Tuesday, January 03, 2006
“Little orange houses, for you and me … ”
For Spring, the Orange Houses of Detroit (link via dETROITfUNK).
Yeah … I'm walking kind of funny now …
Due to Hurricane Wilma, then the holiday season, we ended up being just a wee bit behind in our electrical bill. In discussing this last night, it was decided that I would pay the outstanding amount on the way to work today. There's a gas station about a mile or so that one can pay their utility bills. I was expecting this to take only a few minutes or so.
I arrive at said gas station and I'm the only customer. I hand over the bill to the cashier who starts running it through some device (to read the account and amount off the numbers written in magnetic ink along the bottom), then punching lots of buttons, then running it through again, then punching numbers, then marking up the bill with incompresensible hieroglyphics, running it through again, then violently jabbing a pin-infested cloth doll; pins are falling out and bouncing off the counter top. Minutes go by, and the cashier finally turns to me.
“I'm sorry,” the cashier said. “But the bill is being rejected.”
“Rejected?” Oh XXXX, I thought.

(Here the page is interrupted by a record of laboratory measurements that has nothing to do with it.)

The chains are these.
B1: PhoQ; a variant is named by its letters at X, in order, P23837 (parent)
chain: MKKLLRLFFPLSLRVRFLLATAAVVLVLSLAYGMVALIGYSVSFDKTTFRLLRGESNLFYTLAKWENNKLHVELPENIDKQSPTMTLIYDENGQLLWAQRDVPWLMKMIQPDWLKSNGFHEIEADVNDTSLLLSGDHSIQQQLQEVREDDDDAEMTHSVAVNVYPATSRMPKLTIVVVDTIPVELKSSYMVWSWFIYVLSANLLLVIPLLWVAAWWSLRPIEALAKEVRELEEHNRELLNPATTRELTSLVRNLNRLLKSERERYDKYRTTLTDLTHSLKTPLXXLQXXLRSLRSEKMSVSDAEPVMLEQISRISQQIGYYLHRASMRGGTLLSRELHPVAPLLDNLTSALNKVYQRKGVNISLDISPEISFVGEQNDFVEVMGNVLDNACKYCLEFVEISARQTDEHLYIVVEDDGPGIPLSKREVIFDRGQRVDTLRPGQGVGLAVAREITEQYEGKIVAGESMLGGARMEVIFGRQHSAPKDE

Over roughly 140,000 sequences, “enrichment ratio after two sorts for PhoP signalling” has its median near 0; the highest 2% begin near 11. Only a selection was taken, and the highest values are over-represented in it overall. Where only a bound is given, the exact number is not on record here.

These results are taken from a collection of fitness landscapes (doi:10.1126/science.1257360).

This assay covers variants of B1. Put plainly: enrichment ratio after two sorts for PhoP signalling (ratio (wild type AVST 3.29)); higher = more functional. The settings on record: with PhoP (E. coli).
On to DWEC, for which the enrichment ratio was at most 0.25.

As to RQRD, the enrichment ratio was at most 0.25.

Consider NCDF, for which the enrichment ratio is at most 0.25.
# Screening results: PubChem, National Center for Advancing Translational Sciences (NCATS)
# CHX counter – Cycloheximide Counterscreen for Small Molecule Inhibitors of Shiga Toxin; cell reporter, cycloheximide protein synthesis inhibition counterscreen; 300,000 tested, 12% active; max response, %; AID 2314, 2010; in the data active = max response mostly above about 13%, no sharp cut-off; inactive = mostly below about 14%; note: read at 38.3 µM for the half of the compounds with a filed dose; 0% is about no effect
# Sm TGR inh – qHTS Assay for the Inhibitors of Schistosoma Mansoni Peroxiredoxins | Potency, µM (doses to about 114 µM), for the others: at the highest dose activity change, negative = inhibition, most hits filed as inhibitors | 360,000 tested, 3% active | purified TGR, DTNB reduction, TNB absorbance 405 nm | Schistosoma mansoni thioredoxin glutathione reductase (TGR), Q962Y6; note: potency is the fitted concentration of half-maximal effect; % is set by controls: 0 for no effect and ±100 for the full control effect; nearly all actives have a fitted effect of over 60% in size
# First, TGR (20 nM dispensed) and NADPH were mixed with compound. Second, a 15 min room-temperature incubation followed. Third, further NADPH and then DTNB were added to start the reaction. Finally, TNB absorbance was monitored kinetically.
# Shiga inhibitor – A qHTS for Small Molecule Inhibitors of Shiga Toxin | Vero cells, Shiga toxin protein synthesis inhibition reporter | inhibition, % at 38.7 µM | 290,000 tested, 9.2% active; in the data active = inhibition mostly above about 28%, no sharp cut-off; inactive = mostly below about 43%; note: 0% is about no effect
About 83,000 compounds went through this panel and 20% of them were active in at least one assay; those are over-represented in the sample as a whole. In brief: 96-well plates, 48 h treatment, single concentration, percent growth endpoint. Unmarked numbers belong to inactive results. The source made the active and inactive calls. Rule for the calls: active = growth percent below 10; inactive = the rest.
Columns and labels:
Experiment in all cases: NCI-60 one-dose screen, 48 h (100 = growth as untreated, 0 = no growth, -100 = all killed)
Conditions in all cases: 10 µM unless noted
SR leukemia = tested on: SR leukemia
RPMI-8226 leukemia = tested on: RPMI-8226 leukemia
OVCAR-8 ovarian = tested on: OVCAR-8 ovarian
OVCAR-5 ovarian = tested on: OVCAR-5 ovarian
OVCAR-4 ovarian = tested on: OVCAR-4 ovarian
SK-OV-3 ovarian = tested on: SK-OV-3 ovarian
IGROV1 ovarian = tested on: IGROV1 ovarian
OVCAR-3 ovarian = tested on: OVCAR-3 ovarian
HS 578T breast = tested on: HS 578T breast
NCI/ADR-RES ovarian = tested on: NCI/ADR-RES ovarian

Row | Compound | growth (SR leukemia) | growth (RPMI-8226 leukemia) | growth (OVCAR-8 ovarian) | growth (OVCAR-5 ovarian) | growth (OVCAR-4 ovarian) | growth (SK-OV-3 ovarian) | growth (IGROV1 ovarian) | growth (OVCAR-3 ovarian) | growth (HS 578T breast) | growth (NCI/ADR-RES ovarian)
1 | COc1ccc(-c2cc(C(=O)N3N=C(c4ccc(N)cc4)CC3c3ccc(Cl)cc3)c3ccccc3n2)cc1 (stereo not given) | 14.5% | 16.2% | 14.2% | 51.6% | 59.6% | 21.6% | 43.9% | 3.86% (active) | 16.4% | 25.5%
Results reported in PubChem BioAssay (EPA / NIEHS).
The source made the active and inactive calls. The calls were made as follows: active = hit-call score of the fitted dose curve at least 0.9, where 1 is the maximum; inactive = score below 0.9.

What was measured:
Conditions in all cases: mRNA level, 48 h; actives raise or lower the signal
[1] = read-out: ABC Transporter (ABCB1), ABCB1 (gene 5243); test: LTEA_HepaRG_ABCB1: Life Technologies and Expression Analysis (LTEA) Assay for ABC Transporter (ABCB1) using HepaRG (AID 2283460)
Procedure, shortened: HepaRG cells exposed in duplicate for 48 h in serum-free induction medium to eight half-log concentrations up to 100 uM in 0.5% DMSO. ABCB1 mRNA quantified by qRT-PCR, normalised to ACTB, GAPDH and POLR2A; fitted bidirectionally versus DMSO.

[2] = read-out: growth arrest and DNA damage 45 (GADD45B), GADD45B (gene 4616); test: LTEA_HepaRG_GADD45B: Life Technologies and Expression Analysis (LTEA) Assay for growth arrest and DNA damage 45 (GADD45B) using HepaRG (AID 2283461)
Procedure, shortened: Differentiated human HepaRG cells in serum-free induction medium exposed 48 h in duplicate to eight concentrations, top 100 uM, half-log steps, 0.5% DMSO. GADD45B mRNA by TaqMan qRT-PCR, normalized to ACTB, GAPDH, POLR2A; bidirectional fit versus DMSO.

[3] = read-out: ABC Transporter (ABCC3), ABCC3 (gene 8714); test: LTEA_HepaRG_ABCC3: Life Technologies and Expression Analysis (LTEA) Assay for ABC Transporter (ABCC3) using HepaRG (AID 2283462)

They've already cut our account and are releasing the
thugs collection agents as I stand here.
“Yes, we always have problems with Lake Worth Utilities,” said the cashier, glancing towards the cloth doll. “No problems with any other company. But Lake Worth Utilties.”
“Lake Worthless Utilties?” I said.
“You can pay at the City Hall. Just down Lake Worth Avenue. Down by Dixie Highway.”
“Which side of the street?”
“North side. You can't miss it.”
Couldn't miss it because the traffic lined up down the block in front of the Lake Worth City Hall Annex, waiting paitently to pay their bills in the drive-through.
Not wanting to bother with that, I park across the street, and head into the Lake Worth Cith Hall Annex building.
I don't know that it is about government buildings, but every single one is painted in Institutional Paint. It's not a single particular shade of color—sometimes a pale green, other times a jaundiced yellow, or a pale flesh tone—but the shades themselves are never bright, always dull, like it's been there forever, and will remain there forever, eternally dingy. The Lake Worth Cith Hall Annex is a pale flesh color (maybe even a sickly peach color) headed towards a dull beige.
Soul sucking, is what it is.
There's a main hallway that shoots through the Lake Worth City Hall Annex building, and lined up down this hall is a line of people, waiting to get into the Utilties office in the center of the building. A real life Kurgan walks down the hall, deciding he'll come back on Thursday. A cute girl ahead of me in line is wearing a shirt, “I may not be perfect, but parts of me are AWSOME” and yes, parts of her are awsome. At least it keeps my mind of the numbing wait in line.
Half an hour later, I'm actually in the Utilties office, still waiting in line. The cashier window is on the other side of the room where a single person is working. I assume there is at least one other person working the drive though, since I don't see the cashier leave the desk.